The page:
In Canada, Inuit were historically referred to as “Eskimos”, however, this term is neither accurate nor respectful and is no longer used.
The Métis are the mixed-race descendants of the original unions between First Nations women and European settler men that took place during the North American fur trade in the 17th and 18th centuries. The emergence of a new Indigenous people known as the Métis resulted from the subsequent intermarriage of these individuals. The Métis gradually developed their own social order and formed what is now called the Métis Nation (comprising people who inhabit Manitoba, Saskatchewan, and Alberta, as well as parts of Ontario, British Columbia, the Northwest Territories, and the Northern United States).
“Métis” is an identifying term embraced by most contemporary members of the Métis Nation, for whom have a specific sociocultural heritage that is based on more than racial categorization. This is a self-defining community of people who recognize that their ancestors made a sociopolitical choice to distinguish themselves as Métis based on shared histories, customs, and kinship networks.
Although Métis were historically referred to by other terms, such as “Half-Breed” and “Bois-Brûlé”, many are now considered derogatory and are no longer used.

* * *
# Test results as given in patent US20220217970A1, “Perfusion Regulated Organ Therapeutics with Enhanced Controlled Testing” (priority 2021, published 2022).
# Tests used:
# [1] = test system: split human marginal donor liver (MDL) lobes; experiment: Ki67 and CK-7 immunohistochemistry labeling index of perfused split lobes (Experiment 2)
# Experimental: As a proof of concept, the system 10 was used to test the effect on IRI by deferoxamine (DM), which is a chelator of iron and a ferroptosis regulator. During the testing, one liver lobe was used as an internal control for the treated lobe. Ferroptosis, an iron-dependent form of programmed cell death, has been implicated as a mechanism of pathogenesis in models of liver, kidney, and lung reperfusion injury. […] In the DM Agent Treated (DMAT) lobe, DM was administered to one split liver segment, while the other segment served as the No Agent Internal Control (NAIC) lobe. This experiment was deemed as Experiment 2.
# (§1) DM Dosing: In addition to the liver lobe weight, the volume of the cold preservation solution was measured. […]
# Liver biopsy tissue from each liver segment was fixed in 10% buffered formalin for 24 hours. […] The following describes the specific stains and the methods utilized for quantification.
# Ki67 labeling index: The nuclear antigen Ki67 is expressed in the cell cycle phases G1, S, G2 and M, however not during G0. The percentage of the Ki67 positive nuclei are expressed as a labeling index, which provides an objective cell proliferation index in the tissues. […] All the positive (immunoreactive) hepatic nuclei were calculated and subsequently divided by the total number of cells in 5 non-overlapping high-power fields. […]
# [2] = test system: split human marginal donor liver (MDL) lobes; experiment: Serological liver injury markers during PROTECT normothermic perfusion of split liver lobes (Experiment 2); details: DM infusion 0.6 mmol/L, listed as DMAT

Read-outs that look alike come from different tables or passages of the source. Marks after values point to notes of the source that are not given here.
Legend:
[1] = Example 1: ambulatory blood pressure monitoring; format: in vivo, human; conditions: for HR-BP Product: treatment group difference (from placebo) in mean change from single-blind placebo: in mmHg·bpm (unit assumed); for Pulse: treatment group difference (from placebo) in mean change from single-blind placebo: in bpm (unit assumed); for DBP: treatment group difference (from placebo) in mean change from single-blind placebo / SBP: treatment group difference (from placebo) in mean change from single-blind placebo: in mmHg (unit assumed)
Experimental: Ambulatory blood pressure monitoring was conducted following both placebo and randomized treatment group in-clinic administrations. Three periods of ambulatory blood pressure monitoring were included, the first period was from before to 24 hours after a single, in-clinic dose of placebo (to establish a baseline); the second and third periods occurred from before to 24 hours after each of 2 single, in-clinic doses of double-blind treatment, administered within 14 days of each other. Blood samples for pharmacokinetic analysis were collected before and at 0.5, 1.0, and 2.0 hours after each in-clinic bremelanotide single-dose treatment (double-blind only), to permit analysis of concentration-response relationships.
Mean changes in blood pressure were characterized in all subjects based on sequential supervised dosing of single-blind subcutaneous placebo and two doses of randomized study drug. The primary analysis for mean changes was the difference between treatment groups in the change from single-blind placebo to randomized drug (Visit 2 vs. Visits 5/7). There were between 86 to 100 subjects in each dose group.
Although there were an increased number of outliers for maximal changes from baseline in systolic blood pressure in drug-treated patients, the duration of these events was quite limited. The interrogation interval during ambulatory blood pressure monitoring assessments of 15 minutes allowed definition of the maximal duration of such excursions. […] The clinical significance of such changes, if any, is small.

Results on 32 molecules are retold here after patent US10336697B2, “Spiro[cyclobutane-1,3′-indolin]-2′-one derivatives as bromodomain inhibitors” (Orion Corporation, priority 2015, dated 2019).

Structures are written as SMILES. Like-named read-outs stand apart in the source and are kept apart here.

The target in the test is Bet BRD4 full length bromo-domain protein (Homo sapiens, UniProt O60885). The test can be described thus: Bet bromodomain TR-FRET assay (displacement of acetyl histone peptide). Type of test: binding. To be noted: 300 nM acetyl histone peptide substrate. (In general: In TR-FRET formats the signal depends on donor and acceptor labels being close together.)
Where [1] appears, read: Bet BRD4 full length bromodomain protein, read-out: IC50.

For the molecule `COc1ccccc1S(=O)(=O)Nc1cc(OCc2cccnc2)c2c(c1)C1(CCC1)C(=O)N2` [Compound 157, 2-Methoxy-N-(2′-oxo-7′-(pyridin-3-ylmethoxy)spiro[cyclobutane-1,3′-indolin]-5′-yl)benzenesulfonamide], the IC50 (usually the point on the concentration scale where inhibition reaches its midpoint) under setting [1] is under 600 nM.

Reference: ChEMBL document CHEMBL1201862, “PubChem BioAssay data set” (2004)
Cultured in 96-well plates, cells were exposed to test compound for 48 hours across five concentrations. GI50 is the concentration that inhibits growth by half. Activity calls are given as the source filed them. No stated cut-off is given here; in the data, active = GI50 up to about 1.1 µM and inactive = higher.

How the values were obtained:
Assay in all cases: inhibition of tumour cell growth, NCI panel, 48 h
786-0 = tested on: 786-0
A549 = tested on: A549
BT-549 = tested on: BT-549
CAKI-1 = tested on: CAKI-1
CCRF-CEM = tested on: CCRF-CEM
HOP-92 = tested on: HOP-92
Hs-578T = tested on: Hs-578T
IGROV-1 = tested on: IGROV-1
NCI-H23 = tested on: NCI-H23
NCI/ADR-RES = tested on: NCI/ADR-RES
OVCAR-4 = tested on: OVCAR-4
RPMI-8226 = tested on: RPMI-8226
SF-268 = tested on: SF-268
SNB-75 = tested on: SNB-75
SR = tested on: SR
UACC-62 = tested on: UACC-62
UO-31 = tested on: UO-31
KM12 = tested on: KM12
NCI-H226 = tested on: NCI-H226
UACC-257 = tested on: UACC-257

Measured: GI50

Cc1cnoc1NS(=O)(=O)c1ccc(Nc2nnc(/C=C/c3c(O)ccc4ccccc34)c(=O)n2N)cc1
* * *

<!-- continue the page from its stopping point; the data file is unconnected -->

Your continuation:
In Indigenous contexts, physical culture is an aspect of Indigenous ways of knowing, being, and doing that reinforces individual and collective wellness, develop one’s physical capabilities for the service of their community and promote leading a healthy life in harmony, reciprocity, and relationship with other human beings and the natural world. Indigenous physical culture has evolved throughout time, from its ancestral origins to today’s spectrum of fitness modalities, sports, and cultural activities.
“Turtle Island” is the name that some Indigenous peoples use for the North American content, and it in fact pre-dates the usage of “North America” by thousands of years. The name is derived from oral histories that tell of a turtle that carries the world on its back – a key aspect of many Indigenous creation stories. Not all Indigenous creation stories feature a turtle, however, and they are not always about the origins of the land. “Turtle Island” nonetheless has in recent times come into use by both Indigenous peoples and settler-allies from across Canada in an effort to reestablish traditional place names.
Two-Eyed Seeing refers to approaching understanding, learning, and problem-solving through two lenses- through an Indigenous lens (with one eye) and with a Western lens (with the second eye). This is meant to integrate all knowledges and ways of knowing such that the strengths of each are considered.
Please refer to this reference, from Elder Albert Marshall: Two-Eyed Seeing
Wholistic versus Holistic
In the current resource, we have utilized the term wholistic, which is meant to encompass an entire, or whole way of learning and approach. The use of wholistic simultaneously works to decolonize and Indigenize the language presented in this resource.